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Senior Staff Writer

Salted Hash: Live from Black Hat USA (Day 3)

Aug 07, 20144 mins
Access ControlIT LeadershipPasswords

Day three at the hacking confab, and the transition to DEF CON 22 begins

Thursday is the day of the week that Hacker Summer Camp takes on some changes. The corporate side of things starts to wind down, and the Black Hat attendees are likely heading to one of two places – DEF CON or home. Salted Hash will remain for DEF CON, so expect more updates over the next few days.

Setting Black Hat and DEF CON aside for a moment, this update will address something unique that took place earlier this week; namely BSides Las Vegas.

For the last five years, BSides Las Vegas has been the third option when it came to the hacker confab in the desert.

It was founded as a way to host the talks rejected by Black Hat and DEF CON in 2009. Back then, it was called an un-conference. However, it isn’t fair to call it an un-conference anymore; it’s a global event, and one that’s worth looking into.

This week at BSides Las Vegas, there was a talk on career strategies for InfoSec hopefuls and existing worker bees; a talk on the value of threat intelligence feeds (and how to measure their actual intelligence); talks on various tools and methodologies, a talk on properly tuning an IDS and getting actual intelligence from it, and much more.

If you missed BSides Las Vegas this year, don’t worry. It’s free, and it will return next summer. Plus, most of it was recorded, so you will have a chance to catch the talks when their released over the coming weeks (sometimes sooner).

Another unique thing offered at BSides Las Vegas is a rookie track (called the Proving Ground) that features speakers giving their first “full” presentation. The Proving Ground is actually a great place to see the hacking community at its best. Getting over the jitters of your fist talk isn’t easy, and BSides is one of the most welcoming communities around.

This year BSides Las Vegas also hosted PasswordsCon, which bills itself as a “hacker conference that’s all about passwords, PIN codes, and digital authentication.”

I wasn’t able to make it to PasswordsCon, but I did manage to get some password-related information from Trustwave. Hopefully the PasswordsCon talks were recorded, and if so, they’ll be available soon. If Trustwave’s data is anything to go by, conferences like this are sure to become the norm.

From Trustwave:

“Weak or default passwords contributed to one third of compromises investigated by Trustwave. Annihilate weak passwords: Implement and enforce strong authentication policies. Deploy two-factor authentication for employees who access the network. This forces users to verify their identity with information other than simply their username and password, like a unique code sent to a user’s mobile phone.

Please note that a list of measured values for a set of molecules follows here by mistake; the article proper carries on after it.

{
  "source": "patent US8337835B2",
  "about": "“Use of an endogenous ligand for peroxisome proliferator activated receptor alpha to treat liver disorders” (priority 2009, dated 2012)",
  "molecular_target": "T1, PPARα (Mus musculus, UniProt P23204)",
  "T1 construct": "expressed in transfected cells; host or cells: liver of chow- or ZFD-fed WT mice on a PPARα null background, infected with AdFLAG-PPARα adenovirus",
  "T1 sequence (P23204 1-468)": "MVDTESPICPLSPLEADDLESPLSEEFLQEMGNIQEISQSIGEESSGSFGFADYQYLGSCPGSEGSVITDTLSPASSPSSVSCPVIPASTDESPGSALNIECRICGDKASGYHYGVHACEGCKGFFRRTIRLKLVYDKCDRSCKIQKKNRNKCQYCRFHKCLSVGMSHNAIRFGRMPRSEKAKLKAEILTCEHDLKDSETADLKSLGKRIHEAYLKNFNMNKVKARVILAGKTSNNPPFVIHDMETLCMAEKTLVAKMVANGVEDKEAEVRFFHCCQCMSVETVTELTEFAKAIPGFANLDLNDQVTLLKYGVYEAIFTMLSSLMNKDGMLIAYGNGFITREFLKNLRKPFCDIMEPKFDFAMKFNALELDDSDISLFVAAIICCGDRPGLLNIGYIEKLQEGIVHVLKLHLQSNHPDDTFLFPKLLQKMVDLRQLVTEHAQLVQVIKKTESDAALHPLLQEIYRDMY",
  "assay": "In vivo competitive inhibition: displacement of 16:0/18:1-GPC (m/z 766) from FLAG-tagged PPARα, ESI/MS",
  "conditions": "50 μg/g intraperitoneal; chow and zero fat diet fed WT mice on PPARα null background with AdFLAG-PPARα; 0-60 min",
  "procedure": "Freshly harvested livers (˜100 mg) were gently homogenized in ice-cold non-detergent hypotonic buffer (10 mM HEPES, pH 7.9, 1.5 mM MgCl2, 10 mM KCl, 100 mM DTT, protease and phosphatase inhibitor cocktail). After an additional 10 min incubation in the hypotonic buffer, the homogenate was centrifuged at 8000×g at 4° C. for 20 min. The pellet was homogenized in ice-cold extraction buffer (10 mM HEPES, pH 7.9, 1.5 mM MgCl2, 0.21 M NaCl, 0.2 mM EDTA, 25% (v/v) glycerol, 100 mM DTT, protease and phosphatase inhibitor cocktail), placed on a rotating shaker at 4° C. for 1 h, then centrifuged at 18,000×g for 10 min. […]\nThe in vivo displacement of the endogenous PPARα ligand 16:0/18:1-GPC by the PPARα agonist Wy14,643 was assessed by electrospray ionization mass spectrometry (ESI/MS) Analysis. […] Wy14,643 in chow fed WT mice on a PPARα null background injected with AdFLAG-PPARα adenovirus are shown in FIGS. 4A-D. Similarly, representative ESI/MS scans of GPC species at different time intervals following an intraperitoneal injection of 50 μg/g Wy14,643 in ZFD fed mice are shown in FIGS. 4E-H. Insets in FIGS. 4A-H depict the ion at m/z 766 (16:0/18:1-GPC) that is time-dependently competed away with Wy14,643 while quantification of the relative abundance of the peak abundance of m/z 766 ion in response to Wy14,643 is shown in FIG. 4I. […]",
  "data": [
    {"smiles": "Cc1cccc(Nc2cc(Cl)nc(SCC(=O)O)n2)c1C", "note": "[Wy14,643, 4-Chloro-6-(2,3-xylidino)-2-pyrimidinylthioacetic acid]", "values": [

“IT administrators can do their part to hinder password-cracking attacks by using unique, random salts when hashing stored passwords whereby a piece of unique, random piece of data is combined with each password before the hash is calculated. Secure password storage combined with well-educated users and a properly designed policy for user password choice can play a vital role in helping prevent a breach.”

Sticking to the numbers, the company says that in 2013 and 2014, of the 626,718 stored passwords that were collected during penetration testing engagements, more than half of them were recovered in just a few minutes. Moreover, 576,533 of them were cracked within 31-days (92 percent).

As the quote mentions, 31 percent of the 691 intrusions that Trustwave investigated in 2013 were directly related to weak or default passwords. In fact, the company concluded that there is a serious misconception when it comes to password complexity and strength.

“Many general users and some IT administrators incorrectly assume that using various uppercase letters, lowercase letters, numbers and special characters in a password will make it more secure,” the company explained in an overview of their password analysis.

“The practice would likely make it harder for a human to guess your individual password, but it does not make recovering the password any more resource-intensive for password-cracking tools. Only increasing the number of characters in the password dramatically affects the time it will take an automated tool to recover the password.”

When it comes to the fail list, Password1 remained the top password cracked, followed by Hello123, password, Welcome1, banco@1, and training.

It’s hard to be shocked. Password1 and password – just to pick two – have been the most commonly cracked passwords for nearly a decade now. This is why I once wrote that passwords are always going to be a problem, no matter how you look at it.

Then again, some of these weak passwords might be useful after all, if you follow the research from Microsoft and researchers at Carleton University, in Ottawa, Canada.